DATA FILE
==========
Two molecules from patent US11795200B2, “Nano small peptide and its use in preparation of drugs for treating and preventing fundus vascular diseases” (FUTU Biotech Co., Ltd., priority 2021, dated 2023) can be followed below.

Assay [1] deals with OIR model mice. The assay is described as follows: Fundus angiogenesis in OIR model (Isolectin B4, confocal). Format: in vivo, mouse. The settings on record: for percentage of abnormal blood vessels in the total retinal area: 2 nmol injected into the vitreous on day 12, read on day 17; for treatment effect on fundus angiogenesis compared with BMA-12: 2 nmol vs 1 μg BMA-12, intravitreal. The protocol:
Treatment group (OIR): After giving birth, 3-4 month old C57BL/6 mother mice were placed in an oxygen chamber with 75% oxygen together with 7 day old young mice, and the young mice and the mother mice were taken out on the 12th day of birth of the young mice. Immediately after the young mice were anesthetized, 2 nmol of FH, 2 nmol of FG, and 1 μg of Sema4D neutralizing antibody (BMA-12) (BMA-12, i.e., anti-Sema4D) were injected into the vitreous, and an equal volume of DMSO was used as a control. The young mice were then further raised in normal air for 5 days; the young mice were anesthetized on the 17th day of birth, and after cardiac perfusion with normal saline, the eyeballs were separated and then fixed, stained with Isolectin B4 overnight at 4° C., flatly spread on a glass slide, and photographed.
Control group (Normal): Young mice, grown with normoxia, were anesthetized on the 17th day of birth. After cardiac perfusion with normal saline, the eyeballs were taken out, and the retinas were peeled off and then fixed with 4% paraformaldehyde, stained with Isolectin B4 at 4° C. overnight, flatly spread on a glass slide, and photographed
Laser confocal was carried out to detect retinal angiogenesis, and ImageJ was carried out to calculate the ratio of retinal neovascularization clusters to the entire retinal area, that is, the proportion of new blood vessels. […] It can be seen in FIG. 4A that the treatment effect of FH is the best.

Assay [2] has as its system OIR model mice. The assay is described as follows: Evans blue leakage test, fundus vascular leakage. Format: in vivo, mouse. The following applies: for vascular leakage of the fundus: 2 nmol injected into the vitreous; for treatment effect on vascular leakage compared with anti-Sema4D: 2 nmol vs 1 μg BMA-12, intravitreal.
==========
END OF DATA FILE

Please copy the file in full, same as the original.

Two molecules from patent US11795200B2, “Nano small peptide and its use in preparation of drugs for treating and preventing fundus vascular diseases” (FUTU Biotech Co., Ltd., priority 2021, dated 2023) can be followed below.

Assay [1] deals with OIR model mice. The assay is described as follows: Fundus angiogenesis in OIR model (Isolectin B4, confocal). Format: in vivo, mouse. The settings on record: for percentage of abnormal blood vessels in the total retinal area: 2 nmol injected into the vitreous on day 12, read on day 17; for treatment effect on fundus angiogenesis compared with BMA-12: 2 nmol vs 1 μg BMA-12, intravitreal. The protocol:
Treatment group (OIR): After giving birth, 3-4 month old C57BL/6 mother mice were placed in an oxygen chamber with 75% oxygen together with 7 day old young mice, and the young mice and the mother mice were taken out on the 12th day of birth of the young mice. Immediately after the young mice were anesthetized, 2 nmol of FH, 2 nmol of FG, and 1 μg of Sema4D neutralizing antibody (BMA-12) (BMA-12, i.e., anti-Sema4D) were injected into the vitreous, and an equal volume of DMSO was used as a control. The young mice were then further raised in normal air for 5 days; the young mice were anesthetized on the 17th day of birth, and after cardiac perfusion with normal saline, the eyeballs were separated and then fixed, stained with Isolectin B4 overnight at 4° C., flatly spread on a glass slide, and photographed.
Control group (Normal): Young mice, grown with normoxia, were anesthetized on the 17th day of birth. After cardiac perfusion with normal saline, the eyeballs were taken out, and the retinas were peeled off and then fixed with 4% paraformaldehyde, stained with Isolectin B4 at 4° C. overnight, flatly spread on a glass slide, and photographed
Laser confocal was carried out to detect retinal angiogenesis, and ImageJ was carried out to calculate the ratio of retinal neovascularization clusters to the entire retinal area, that is, the proportion of new blood vessels. […] It can be seen in FIG. 4A that the treatment effect of FH is the best.

Assay [2] has as its system OIR model mice. The assay is described as follows: Evans blue leakage test, fundus vascular leakage. Format: in vivo, mouse. The following applies: for vascular leakage of the fundus: 2 nmol injected into the vitreous; for treatment effect on vascular leakage compared with anti-Sema4D: 2 nmol vs 1 μg BMA-12, intravitreal.